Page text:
For media enquiries please contact:

Richard J Rogers - richardrogers@globaldiligence.com


EXECUTIVE SUMMARY

1. In October 2015, the Government of Sri Lanka (GSL) committed to a broad transitional-justice agenda pursuant to UN Human Rights Council (HRC) Resolution 30/1. The measures included accountability mechanisms to address some of the worst crimes of the 21st Century. Since then, the GSL has proceeded in bad faith, reneged on its international commitments, and violated its legal obligations to victims. To make matters worse, Sri Lankan security forces have continued to commit serious crimes—including arbitrary deprivations of liberty, torture, and sexual violence—with impunity. Seemingly, the failure of the international community to hold Sri Lanka to account for past crimes has encouraged the continuation of violations.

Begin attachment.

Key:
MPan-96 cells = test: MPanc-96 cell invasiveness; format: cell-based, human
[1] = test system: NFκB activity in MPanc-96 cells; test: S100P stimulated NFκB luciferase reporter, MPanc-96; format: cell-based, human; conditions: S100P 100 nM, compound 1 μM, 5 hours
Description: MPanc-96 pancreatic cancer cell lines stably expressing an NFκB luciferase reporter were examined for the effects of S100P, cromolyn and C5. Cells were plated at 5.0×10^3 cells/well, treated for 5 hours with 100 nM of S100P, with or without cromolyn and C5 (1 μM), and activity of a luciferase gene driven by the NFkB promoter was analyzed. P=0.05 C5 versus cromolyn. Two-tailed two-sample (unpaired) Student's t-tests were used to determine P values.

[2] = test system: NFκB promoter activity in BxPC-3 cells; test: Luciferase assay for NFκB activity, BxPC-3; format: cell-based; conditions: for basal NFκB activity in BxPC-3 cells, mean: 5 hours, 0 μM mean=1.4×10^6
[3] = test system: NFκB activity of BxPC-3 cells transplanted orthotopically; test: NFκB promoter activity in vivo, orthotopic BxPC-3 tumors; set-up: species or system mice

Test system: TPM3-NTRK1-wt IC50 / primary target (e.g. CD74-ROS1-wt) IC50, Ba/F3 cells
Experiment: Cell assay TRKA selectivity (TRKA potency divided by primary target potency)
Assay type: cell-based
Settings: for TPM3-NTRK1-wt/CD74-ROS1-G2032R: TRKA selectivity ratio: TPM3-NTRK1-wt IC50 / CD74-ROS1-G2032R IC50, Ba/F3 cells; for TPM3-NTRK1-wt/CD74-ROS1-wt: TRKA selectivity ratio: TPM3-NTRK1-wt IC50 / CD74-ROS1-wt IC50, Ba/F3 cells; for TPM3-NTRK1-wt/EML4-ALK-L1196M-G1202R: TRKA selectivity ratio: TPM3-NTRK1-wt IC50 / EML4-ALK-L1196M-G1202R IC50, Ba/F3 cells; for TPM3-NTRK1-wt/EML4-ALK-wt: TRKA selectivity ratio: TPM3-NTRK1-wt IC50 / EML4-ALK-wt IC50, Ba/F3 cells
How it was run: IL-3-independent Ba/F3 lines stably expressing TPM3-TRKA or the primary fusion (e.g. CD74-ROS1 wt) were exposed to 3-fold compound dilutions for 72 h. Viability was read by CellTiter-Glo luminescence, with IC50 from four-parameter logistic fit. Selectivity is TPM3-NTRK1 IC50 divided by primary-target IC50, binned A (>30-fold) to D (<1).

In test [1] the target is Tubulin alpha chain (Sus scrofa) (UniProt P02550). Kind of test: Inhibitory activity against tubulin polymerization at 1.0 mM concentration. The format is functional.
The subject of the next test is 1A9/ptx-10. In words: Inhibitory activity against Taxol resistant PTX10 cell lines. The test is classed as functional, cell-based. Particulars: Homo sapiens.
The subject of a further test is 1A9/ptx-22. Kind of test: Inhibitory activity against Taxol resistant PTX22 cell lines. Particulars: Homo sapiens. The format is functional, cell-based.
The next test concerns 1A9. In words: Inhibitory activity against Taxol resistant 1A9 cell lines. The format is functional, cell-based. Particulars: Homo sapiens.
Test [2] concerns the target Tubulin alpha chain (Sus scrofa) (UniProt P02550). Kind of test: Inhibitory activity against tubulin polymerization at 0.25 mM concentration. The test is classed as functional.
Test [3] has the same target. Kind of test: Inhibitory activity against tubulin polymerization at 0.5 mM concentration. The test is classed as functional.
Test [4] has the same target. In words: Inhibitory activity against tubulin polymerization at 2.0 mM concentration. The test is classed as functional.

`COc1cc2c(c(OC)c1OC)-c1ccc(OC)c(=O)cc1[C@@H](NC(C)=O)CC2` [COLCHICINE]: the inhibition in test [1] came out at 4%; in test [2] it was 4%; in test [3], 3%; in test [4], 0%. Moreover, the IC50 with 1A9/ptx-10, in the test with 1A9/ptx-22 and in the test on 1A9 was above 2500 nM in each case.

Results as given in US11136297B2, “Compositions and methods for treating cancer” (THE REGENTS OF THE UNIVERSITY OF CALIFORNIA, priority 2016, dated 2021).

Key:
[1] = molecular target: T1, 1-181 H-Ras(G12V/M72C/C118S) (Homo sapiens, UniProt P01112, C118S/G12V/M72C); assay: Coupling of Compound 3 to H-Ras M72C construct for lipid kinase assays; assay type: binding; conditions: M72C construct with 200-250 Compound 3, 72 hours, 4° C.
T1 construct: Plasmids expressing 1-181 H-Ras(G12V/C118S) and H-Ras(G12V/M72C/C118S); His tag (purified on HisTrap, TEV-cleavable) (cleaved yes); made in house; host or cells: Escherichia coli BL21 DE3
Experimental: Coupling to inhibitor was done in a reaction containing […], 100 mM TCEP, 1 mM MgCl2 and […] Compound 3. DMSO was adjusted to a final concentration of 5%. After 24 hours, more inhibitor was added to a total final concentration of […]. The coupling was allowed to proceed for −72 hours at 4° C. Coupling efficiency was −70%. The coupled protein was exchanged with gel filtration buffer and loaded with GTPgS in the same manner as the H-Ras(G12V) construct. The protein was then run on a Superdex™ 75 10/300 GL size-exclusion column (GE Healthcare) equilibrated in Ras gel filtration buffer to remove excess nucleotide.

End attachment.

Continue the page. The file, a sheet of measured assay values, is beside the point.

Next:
2. Since the filing of the MAP’s last report in November 2017, the GSL has made zero progress on its The MAP provides independent monitoring, advice, and recommendations, focusing on the effectiveness of accountability measures from a victims’ perspective. The views and recommendations of the Panel enable transitional justice agenda, despite damning assessments by UN Special Rapporteurs and human rights organizations. Calls for a timebound benchmarked action plan for implementation of Resolution 30/1 have fallen on deaf ears. The US and EU appear to be more interested in nurturing bilateral relationships with the GSL in reaction to China’s increasing influence. And President Sirisena has maintained his position that any special court set up to investigate war crimes will not include foreign participation. Observers lament that ‘Sri Lanka has shown how it’s possible to hoodwink the international community, always asking for space and time’.